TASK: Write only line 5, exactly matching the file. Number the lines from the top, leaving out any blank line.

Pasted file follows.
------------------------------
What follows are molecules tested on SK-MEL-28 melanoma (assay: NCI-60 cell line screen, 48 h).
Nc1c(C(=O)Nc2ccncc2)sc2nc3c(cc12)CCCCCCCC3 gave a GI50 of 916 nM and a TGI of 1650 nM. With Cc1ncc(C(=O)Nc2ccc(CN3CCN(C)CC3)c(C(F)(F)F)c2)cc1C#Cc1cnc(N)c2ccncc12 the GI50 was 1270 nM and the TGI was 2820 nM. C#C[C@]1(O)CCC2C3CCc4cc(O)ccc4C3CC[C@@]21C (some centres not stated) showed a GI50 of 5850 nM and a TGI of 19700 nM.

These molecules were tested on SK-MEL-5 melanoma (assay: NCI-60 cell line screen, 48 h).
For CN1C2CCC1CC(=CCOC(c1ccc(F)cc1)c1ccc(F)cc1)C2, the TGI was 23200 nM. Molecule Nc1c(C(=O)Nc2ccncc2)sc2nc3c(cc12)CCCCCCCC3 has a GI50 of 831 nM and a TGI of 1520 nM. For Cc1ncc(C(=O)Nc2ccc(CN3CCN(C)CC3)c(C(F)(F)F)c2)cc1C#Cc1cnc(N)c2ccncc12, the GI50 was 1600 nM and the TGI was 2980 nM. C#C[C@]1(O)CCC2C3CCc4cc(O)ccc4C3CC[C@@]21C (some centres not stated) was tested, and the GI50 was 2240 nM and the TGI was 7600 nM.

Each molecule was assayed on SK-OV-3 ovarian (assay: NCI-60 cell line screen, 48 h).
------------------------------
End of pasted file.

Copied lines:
Each molecule was assayed on SK-OV-3 ovarian (assay: NCI-60 cell line screen, 48 h).